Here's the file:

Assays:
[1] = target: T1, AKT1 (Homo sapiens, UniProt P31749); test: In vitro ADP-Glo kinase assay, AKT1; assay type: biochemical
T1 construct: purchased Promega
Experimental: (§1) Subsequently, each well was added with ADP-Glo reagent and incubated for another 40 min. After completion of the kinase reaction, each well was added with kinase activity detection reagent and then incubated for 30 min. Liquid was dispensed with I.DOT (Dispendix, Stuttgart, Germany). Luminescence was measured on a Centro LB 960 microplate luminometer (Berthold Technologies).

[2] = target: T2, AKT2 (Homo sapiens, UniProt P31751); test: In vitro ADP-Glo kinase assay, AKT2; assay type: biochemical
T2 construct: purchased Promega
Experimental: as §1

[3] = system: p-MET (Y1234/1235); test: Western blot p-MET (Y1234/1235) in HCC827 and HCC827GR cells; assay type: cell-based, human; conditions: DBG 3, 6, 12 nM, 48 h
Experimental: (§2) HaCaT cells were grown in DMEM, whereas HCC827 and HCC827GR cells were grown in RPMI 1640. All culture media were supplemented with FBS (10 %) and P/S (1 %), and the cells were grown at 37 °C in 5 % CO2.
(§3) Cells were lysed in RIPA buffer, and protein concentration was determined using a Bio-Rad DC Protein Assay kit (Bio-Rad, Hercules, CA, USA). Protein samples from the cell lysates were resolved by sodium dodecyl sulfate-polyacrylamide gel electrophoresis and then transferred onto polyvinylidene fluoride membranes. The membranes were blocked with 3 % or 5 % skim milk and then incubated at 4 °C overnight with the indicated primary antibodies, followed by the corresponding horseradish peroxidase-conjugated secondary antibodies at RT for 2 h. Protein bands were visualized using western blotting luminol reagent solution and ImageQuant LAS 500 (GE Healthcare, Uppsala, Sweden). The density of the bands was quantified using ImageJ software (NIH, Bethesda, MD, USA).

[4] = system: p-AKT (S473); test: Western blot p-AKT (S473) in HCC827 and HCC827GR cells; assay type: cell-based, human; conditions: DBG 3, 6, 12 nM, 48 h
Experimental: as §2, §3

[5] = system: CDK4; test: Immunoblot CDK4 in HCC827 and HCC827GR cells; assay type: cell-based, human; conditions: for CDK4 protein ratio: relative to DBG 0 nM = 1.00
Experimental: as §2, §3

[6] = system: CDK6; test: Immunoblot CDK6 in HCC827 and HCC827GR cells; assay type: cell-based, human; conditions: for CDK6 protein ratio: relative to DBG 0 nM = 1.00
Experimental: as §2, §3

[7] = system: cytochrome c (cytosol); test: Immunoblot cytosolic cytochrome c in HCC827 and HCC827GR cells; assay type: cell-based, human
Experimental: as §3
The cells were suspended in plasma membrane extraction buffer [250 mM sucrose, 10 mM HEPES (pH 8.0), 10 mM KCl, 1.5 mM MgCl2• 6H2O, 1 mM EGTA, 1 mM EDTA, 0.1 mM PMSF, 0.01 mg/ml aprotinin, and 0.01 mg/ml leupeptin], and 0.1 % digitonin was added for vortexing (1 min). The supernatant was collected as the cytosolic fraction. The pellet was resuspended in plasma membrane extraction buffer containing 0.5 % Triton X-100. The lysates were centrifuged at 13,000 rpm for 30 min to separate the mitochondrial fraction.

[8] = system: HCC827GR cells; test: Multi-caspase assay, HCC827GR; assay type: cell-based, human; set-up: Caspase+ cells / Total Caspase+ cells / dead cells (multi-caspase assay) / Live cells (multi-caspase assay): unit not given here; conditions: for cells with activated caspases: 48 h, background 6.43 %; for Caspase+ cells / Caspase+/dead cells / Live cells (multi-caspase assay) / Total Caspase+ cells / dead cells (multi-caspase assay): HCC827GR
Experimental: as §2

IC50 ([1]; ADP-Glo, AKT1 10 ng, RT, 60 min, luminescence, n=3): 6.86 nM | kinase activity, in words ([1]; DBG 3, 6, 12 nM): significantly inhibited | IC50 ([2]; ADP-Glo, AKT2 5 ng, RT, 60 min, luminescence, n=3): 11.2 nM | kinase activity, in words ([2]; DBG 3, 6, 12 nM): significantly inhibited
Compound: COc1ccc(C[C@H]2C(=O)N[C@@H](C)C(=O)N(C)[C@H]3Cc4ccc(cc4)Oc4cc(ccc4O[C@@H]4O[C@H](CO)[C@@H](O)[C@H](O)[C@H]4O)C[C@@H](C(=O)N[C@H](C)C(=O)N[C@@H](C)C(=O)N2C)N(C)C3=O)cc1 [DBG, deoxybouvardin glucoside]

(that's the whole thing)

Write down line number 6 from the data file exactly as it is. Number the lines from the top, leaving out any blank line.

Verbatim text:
T2 construct: purchased Promega